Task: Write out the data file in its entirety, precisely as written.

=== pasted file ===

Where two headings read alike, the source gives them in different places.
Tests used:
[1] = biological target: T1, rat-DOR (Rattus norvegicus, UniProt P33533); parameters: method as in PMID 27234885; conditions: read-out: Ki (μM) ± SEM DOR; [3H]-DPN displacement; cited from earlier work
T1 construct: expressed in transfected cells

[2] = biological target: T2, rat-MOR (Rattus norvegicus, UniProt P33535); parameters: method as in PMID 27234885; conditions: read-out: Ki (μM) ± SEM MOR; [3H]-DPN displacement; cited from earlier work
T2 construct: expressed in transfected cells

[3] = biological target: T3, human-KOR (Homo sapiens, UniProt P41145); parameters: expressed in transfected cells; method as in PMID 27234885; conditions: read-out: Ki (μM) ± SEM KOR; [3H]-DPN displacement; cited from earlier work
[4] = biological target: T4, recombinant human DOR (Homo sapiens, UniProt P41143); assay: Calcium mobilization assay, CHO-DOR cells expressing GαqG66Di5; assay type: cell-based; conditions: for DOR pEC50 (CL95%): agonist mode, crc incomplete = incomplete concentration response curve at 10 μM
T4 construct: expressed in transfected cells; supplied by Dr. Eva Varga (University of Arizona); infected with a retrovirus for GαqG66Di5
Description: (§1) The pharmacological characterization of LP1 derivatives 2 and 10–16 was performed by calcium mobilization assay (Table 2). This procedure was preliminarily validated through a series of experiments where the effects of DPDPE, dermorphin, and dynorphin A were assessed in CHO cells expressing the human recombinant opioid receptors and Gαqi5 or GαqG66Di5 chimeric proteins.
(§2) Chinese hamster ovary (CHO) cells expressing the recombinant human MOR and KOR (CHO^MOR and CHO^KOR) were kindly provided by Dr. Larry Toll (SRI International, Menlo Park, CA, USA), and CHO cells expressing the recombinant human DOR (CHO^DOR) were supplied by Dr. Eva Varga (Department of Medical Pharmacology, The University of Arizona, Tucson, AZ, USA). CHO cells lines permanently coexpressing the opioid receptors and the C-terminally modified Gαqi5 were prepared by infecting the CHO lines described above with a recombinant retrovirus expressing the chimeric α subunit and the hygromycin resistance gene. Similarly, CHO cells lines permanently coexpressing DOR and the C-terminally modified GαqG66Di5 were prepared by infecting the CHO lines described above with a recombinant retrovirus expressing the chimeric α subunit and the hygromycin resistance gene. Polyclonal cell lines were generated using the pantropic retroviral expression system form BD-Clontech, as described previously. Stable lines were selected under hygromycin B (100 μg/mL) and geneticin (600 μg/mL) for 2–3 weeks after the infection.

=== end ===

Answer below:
Where two headings read alike, the source gives them in different places.
Tests used:
[1] = biological target: T1, rat-DOR (Rattus norvegicus, UniProt P33533); parameters: method as in PMID 27234885; conditions: read-out: Ki (μM) ± SEM DOR; [3H]-DPN displacement; cited from earlier work
T1 construct: expressed in transfected cells

[2] = biological target: T2, rat-MOR (Rattus norvegicus, UniProt P33535); parameters: method as in PMID 27234885; conditions: read-out: Ki (μM) ± SEM MOR; [3H]-DPN displacement; cited from earlier work
T2 construct: expressed in transfected cells

[3] = biological target: T3, human-KOR (Homo sapiens, UniProt P41145); parameters: expressed in transfected cells; method as in PMID 27234885; conditions: read-out: Ki (μM) ± SEM KOR; [3H]-DPN displacement; cited from earlier work
[4] = biological target: T4, recombinant human DOR (Homo sapiens, UniProt P41143); assay: Calcium mobilization assay, CHO-DOR cells expressing GαqG66Di5; assay type: cell-based; conditions: for DOR pEC50 (CL95%): agonist mode, crc incomplete = incomplete concentration response curve at 10 μM
T4 construct: expressed in transfected cells; supplied by Dr. Eva Varga (University of Arizona); infected with a retrovirus for GαqG66Di5
Description: (§1) The pharmacological characterization of LP1 derivatives 2 and 10–16 was performed by calcium mobilization assay (Table 2). This procedure was preliminarily validated through a series of experiments where the effects of DPDPE, dermorphin, and dynorphin A were assessed in CHO cells expressing the human recombinant opioid receptors and Gαqi5 or GαqG66Di5 chimeric proteins.
(§2) Chinese hamster ovary (CHO) cells expressing the recombinant human MOR and KOR (CHO^MOR and CHO^KOR) were kindly provided by Dr. Larry Toll (SRI International, Menlo Park, CA, USA), and CHO cells expressing the recombinant human DOR (CHO^DOR) were supplied by Dr. Eva Varga (Department of Medical Pharmacology, The University of Arizona, Tucson, AZ, USA). CHO cells lines permanently coexpressing the opioid receptors and the C-terminally modified Gαqi5 were prepared by infecting the CHO lines described above with a recombinant retrovirus expressing the chimeric α subunit and the hygromycin resistance gene. Similarly, CHO cells lines permanently coexpressing DOR and the C-terminally modified GαqG66Di5 were prepared by infecting the CHO lines described above with a recombinant retrovirus expressing the chimeric α subunit and the hygromycin resistance gene. Polyclonal cell lines were generated using the pantropic retroviral expression system form BD-Clontech, as described previously. Stable lines were selected under hygromycin B (100 μg/mL) and geneticin (600 μg/mL) for 2–3 weeks after the infection.